Along my journey to become comfortable calling myself a writer, I made the choice to take some writing courses through a local continuing education program. An online course was very informative, with lots of leads and ideas of how to write in our digital age. It didn’t exactly expand my social circle of local writers, so I decided to take an in-class non-fiction course as well. This was another kettle of fish entirely, as we met weekly, shared our writing, and continued to learn tricks and tools to help us along in our writing paths, with skills such as writing, editing, and the art of the query letter. Most of our small class attended a second course, and we built a loose camaraderie that pushed many of us to extend our potential writing careers. The impetus of that was the teacher.
The woman who taught these two non-fiction classes came to writing later in life. She taught classes at the college, but also wrote for a wide range of magazines, and was an active member of the Professional Writers Association of Canada (PWAC). I somehow felt a kinship with her journey. She lead us all to believe that if we worked at it, we could all become the writers that we dreamed we could be. Our little band of fledgling writers believed. Despite many years of uncertainty about using the title myself, with her encouragement, I tried on the label of Freelance Writer. It fit. I’m not wildly successful, but I am comfortable with my role, and like to think that Suzanne helped build that confidence just a little.
As I picked up more clients, I found that I didn’t have as much time for classes. My classmates and I tried to help each other’s writing along in a writing circle, but it never did take off. I drifted away from these lovely ladies, but still bumped into them and our teacher Suzanne online. It was through Facebook, and Suzanne’s postings there, that I heard about her husband’s illness. He died this past Saturday.
The details of this man’s illness are of no consequence to you. He had long-term health issues that resurfaced after years of battles. The last few months, his illness took a decided turn for the worse and he was in and out of the hospital continuously. As sad as that is, the thing that stuck with me was Suzanne’s avenue to try to cope with their trauma. She wrote some blog posts, but ultimately found that status updates on Facebook kept friends and family up-to-date on her’s and her husband’s mental and physical health. As hard as it must have been to write the words, they also gave her some solace, and elicited a huge amount of emotional support from people. They were obviously well-loved people, and shock and sadness were the overriding emotions at play. She effectively touched a wide range of people with her heart-wrenching words and uphill battle with the medical system. Her story had a sad end, but to realize the strength of those words was a beautiful thing to witness.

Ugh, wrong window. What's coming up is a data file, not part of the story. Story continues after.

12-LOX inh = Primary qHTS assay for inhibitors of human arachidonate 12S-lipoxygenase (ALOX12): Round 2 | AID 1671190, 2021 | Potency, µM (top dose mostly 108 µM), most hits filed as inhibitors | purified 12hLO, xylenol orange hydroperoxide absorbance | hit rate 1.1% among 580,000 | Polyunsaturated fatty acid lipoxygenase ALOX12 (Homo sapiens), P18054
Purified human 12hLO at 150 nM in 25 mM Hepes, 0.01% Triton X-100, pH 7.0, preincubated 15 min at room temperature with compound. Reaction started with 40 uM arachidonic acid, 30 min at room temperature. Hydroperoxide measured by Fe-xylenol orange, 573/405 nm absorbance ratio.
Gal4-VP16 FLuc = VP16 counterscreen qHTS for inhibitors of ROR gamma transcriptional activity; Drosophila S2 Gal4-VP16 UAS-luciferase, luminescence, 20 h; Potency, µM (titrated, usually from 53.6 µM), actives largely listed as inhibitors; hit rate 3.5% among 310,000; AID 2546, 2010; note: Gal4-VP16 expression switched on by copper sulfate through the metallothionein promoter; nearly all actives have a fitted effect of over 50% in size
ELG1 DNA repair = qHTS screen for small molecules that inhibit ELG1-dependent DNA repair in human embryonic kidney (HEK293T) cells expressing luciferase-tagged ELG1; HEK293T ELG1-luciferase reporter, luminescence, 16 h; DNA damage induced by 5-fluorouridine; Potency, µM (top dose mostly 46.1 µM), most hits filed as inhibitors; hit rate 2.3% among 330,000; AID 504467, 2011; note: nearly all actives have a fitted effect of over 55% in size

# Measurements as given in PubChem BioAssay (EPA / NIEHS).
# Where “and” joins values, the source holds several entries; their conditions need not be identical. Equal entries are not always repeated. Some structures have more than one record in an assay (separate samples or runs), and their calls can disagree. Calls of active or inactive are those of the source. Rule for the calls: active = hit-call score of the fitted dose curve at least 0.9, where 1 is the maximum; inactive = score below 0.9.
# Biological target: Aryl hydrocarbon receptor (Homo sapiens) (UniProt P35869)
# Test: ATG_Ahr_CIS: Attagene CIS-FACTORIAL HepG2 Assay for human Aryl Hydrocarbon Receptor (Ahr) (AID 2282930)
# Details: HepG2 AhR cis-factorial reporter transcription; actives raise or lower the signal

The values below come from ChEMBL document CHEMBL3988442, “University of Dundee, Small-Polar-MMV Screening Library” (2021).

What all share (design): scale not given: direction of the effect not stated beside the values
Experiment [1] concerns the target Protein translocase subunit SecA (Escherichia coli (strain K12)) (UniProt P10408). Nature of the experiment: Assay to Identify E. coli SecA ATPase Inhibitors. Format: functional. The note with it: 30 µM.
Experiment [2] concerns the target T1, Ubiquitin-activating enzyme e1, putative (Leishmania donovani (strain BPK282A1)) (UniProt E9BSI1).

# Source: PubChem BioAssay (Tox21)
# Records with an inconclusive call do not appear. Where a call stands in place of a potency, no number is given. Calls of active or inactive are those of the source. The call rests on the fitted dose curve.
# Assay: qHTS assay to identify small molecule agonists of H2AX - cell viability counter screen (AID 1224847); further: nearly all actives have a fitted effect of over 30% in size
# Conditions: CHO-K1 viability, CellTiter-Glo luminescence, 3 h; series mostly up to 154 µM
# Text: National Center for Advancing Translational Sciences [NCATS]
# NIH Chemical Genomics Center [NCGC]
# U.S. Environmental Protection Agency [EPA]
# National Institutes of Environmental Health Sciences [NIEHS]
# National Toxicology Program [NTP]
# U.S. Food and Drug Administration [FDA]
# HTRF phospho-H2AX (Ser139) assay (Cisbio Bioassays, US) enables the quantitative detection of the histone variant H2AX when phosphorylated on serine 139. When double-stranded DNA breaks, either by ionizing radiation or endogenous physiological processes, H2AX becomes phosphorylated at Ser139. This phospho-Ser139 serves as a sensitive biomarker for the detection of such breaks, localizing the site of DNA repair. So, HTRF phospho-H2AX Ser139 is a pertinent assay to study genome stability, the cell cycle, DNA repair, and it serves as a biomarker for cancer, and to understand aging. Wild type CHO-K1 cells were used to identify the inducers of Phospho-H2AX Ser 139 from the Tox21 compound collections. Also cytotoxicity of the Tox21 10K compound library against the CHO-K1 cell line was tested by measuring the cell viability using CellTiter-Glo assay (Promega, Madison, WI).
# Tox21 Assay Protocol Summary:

For as much as words might not always seem like powerful things, they can bring you to your knees, release pent-up feelings, bring people together, and help you to understand your own thoughts and feeling more effectively. They don’t always change an outcome, but they can change the path of it, and indeed the undercurrent of emotion that runs through it.
My heart aches for Suzanne today. She has lost her beloved life partner. I remember all too well the shock and grief that followed my own days after losing my husband. Picking up the pieces was a monumental task that I never anticipated that I would win. As much as I hated to hear people say that time heals, in fact it did. That certainly doesn’t change the grief that you experience in the early days of loss though. And it doesn’t lessen the length of time one takes to grieve that loss either. Words helped me tremendously during my healing. Through journalling, I was able to put words to the emotions, thus recognizing the feelings behind them. It was an exercise in healing, although it was never one that I purposely set out to take. I hope that Suzanne can find some way to let go, heal and move forward in life again some day. Her words, so powerful in the chaos, just might bring her out the other side when she is ready.
Peace to you Suzanne. Your love will carry on.